Main Article Content
The article strives to examine the accountability of the Swedish Coast Guard in the field of maritime border surveillance. Border management, including border surveillance, lies close to states’ core interests, such as sovereignty and security, and are inherently sensitive to human rights violations. This has affected the developments of the regulatory framework at the EU level in different ways. The question is posed how EU law, and the instruments that are directly applicable in the member states, impact on the accountability of the Swedish Coast Guard in the field of maritime border surveillance. The member state in focus is Sweden and in that sense it deals with maritime border surveillance in the Baltic Sea region, and not the Mediterranean Sea region, which has often been the debated issue due to the migration pressure in that region. However, it is of interest to examine also an actor in a Nordic EU member state, taking into account inter alia the vast fragmentation regarding authorities with responsibilities in border management in the EU. Also the multilevel system of rules as well as of actors – Frontex and the member states’ authorities – makes it relevant to make such an investigation. Whether multi-level regulation promotes or undermines accountability is to some extent dependent on which concept of accountability one holds. When applying a concept of individual accountability, the existence of a range of accountability avenues regarding the Coast Guard’s activities transpires as quite satisfactory. However, if more actors would be involved in the Coast Guard’s maritime border surveillance activities based on the existing multilevel system of actors and rules, this would negatively impact the possibilities to hold the different actors accountable, for instance since different ‘accountability rules’ apply to different actors.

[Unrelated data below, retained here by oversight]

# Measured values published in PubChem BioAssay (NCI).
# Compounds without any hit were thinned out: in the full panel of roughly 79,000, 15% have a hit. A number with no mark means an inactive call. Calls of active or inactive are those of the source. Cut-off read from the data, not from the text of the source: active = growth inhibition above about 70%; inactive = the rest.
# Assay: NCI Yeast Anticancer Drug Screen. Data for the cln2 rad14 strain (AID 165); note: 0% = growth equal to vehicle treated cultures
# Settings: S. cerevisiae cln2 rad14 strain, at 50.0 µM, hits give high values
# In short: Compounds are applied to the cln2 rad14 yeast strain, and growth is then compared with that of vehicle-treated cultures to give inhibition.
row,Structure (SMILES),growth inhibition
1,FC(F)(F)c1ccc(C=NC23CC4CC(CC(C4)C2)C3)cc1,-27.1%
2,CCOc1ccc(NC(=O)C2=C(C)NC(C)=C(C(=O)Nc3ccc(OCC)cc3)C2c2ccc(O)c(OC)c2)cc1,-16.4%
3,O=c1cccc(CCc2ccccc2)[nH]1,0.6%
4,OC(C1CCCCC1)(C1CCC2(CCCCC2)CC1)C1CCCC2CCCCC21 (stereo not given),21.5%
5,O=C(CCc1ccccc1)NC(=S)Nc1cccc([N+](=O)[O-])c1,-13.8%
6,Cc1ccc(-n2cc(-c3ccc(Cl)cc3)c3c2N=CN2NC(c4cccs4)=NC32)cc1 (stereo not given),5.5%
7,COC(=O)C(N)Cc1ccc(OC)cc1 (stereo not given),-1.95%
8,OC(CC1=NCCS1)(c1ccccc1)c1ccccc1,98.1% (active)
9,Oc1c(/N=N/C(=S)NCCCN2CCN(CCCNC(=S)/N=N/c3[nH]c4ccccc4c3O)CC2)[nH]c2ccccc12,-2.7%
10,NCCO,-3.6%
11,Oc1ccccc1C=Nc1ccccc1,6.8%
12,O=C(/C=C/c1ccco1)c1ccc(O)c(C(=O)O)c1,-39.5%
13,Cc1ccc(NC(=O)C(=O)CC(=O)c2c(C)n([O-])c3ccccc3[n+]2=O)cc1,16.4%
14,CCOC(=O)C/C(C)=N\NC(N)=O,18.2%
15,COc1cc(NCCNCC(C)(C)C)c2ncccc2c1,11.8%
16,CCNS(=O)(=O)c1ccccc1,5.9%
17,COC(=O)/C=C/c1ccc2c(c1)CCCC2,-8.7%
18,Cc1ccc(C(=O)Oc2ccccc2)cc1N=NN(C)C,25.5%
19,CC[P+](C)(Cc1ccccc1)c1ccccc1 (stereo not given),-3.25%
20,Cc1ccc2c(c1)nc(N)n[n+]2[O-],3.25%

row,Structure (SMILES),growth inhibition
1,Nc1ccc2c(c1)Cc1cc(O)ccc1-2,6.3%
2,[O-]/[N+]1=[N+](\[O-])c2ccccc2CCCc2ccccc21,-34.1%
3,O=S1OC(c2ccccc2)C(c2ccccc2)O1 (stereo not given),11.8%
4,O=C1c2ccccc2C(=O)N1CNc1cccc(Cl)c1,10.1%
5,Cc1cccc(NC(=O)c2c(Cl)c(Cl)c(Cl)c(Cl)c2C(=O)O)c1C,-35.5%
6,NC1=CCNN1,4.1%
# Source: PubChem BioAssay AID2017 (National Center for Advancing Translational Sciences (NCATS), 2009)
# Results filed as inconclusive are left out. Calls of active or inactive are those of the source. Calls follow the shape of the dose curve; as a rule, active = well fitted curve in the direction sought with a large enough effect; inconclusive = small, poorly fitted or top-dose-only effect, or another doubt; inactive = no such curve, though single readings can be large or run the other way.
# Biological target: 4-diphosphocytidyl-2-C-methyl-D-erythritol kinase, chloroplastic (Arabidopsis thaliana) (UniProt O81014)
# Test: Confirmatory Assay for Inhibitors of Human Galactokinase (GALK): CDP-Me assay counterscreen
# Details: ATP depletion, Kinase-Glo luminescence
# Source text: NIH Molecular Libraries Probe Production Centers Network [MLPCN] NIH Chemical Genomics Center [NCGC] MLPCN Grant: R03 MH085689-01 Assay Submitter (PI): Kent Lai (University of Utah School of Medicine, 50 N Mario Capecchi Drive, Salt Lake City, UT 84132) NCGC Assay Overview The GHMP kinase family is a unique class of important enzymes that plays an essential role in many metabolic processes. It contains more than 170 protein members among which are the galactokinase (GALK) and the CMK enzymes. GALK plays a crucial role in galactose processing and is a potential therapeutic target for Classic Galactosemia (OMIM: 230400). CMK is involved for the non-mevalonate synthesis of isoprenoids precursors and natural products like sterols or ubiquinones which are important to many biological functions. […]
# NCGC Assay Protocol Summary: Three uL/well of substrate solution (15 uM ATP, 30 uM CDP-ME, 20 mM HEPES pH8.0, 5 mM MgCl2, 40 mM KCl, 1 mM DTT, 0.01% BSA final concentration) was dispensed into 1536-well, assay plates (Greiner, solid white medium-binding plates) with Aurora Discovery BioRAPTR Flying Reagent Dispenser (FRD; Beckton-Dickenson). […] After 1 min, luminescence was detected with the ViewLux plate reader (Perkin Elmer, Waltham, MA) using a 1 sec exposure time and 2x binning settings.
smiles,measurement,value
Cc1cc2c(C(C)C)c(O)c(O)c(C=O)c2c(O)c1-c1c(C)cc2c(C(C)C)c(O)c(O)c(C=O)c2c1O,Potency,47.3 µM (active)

This work is licensed under a Creative Commons Attribution-NoDerivatives 4.0 International License.